Becoming a Self-Employed
In Canada, a self employed person is defined in the Income Tax Act as:
A - An independent working person who contracts their services to other individuals or parties.
B - A sole business owner who directs all the activities of a business.
C - A partner who has jointly pooled resources with at least one other person to run a business with the intention of making profit.
If you fall into one of these categories, then along with the other 2.7 self employed Canadians, the Canadian Revenue Agency (CRA) will consider you self employed for tax purposes and you will be required to make certain information available to the authorities.
Self Employed Worker or Employee?
Working out whether you are self employed or employed in Canada is important as the status you have will directly impact on any benefits you are due under Employment Insurance, what taxes are due under the Income Tax Act and how you are treated under the Canada Pension Plan. Factors that will indicate that you are self employed include what level of control you have over your work activities, whether you provide your own tools, what level of financial risk you are exposed to and what is set out in any written contracts. In the province of Quebec, the laws differ slightly from those in other Canadian territories.
Tax Deductible Expenses in Canada
In Canada there are a number of expenses which the self employed can legitimately deduct from their earnings before they have to pay any tax. These include; supplies, rent, up to 50% of the cost of meals and entertainment, travel, telephone costs and vehicle expenses.
If your office is at home, you can deduct a percentage of your home costs including; electricity, heat, maintenance costs, insurance, property taxes and mortgage interest. To claim these expenses you simply divide the number of rooms in the house used for business with the number of rooms you have and use this as a percentage to claim against your costs. It's important to keep receipts for anything you claim as an expense. This will be especially helpful if you are selected for a government audit at some point in the future.
If you have received an income through self employment in Canada, then you must file the information with the CRA before their filing deadline. The return for 2012 has to be returned before the 30th April 2013, and the return for 2013 must be filed by the 30th April 2014. It is very important to meet the filing deadlines as failure to do so could result in your access to certain credits such as GST or child tax benefits being delayed.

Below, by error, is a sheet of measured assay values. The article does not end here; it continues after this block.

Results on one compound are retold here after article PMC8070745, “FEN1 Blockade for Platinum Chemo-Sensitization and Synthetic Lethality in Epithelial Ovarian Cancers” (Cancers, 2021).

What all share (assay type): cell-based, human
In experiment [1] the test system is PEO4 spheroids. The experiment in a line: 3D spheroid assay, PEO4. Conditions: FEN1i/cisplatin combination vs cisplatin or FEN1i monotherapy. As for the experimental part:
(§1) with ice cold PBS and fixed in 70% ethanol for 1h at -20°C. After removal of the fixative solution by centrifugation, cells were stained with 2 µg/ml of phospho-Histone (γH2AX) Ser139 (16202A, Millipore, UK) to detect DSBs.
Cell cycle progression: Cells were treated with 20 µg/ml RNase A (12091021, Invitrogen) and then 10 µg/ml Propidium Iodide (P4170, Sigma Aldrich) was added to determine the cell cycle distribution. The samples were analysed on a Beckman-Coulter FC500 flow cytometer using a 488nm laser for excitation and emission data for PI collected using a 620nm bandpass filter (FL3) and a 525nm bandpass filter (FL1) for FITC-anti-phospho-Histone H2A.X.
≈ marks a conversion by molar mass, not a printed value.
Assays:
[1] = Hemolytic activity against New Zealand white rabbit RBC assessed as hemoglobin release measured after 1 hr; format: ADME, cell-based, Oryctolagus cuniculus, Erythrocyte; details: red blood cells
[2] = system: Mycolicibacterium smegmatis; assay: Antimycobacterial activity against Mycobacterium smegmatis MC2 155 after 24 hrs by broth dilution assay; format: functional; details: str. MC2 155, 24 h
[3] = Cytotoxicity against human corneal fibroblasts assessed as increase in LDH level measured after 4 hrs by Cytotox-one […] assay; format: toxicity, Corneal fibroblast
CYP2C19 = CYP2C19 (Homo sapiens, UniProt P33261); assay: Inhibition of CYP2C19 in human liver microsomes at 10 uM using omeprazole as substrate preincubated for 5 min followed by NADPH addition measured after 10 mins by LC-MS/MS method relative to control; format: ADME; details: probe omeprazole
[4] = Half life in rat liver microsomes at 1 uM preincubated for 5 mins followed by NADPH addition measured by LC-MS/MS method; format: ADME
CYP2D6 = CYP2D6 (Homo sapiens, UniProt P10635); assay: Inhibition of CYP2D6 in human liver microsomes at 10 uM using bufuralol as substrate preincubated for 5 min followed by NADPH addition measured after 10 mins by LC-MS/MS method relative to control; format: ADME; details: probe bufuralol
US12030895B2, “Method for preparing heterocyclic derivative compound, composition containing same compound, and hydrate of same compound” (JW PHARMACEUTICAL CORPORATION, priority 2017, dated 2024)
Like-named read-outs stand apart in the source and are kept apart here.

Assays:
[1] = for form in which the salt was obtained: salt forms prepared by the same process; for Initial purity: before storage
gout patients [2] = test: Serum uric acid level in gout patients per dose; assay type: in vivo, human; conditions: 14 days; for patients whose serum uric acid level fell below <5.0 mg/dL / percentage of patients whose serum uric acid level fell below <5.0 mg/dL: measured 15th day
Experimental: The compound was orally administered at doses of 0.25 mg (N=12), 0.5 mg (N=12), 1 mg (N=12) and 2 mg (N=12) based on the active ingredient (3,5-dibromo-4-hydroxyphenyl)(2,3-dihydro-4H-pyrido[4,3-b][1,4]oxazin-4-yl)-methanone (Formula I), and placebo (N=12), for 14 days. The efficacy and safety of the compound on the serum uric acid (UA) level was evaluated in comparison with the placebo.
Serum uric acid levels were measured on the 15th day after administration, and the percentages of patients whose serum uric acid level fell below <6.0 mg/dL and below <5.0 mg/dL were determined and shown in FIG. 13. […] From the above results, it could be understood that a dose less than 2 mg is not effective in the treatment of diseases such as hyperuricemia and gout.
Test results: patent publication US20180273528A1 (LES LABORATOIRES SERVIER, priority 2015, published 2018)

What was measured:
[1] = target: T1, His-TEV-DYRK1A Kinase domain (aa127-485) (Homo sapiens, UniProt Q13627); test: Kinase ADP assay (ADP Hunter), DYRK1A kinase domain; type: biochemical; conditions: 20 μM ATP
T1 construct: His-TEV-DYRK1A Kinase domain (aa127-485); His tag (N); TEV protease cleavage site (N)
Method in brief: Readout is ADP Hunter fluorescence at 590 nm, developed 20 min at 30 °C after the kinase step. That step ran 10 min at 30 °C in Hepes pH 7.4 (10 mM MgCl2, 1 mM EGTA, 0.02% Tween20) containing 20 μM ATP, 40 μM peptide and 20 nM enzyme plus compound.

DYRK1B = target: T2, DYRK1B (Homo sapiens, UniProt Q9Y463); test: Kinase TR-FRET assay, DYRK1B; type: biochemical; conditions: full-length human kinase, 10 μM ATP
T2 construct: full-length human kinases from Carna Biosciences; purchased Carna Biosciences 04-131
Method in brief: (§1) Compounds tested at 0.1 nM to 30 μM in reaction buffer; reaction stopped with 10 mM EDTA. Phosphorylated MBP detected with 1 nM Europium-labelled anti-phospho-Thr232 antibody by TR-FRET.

How to Get a Tax Return
If you need to file a tax return for earnings as a self employed person, there are a number of ways in which the document can be accessed. Perhaps the simplest is to go the CRA website and download a General Income Tax and Benefit Return, or you can complete an online order form for a hard copy to be sent to you. You can also order the form to be mailed to you by calling the CRA's order number. Alternatively, you can pick up the form in person from any Service Canada Office or postal outlet that you visit. If your local office is out of stock, check back regularly as they are restocked often.
The filing can be completed online or by post to the appropriate CRA office for your province. The CRA suggest that you should keep all documents relating to your tax return for 6 years after it is filed.
You can make payments on any tax you owe through online or telephone banking services, by completing a Form T7DR at your bank, or by sending a cheque or money order. The tax must be paid by the filing date of April 30th of the following year. If you owe more than 3,000 dollars in tax, you will be required to make payments by instalments. For residents of Quebec, the limit is lower at 1,800 dollars.
Instalments must be paid on the 15th of March, June, September and December that year, or the next working day if these dates fall on a weekend. Payments made by post are only considered paid on the day they are received by the CRA.
The tax you will pay on your self employed income depends on how much you earn. For 2013, if you earn up to 43,561 dollars, you pay tax at 22%. For over 87,123 dollars, it is 26%, and for amounts over 135,054 dollars, it is 29%. You can earn 11,038 dollars before you are required to pay any tax at all. Full details of these rates of taxation are shown on the CRA website.
Canada Pension Plan and Self Employment
The contributions you are required to make to the Canada Pension Plan will be based on your net income. (i.e. your income after allowable expenses have been deducted). If you overpay in any one year, you can claim back any over contributions you have made. In 2012, the percentage contribution rate was 9.9% up to a maximum of 4,613 dollars per year. This is calculated and returned along with your tax calculations on your annual return. Only if you earn fewer than 3,500 dollars from your self employment will you be exempt from making contributions to the Pension Plan.
Getting Help with Self Employment Taxes and Regulations
Becoming self employed can often feel quite overwhelming when you start looking at all the regulations which you must comply with. However, there is plenty of help available in the form of training guides from the CRA website and guides produced by the Government of Canada. Also, once you have finally adjusted to thinking of yourself as self employed and gone so far as to run through the process, you will find that all the paperwork will come as second nature, leaving you free to focus on what's important to you - the day to day running of your business.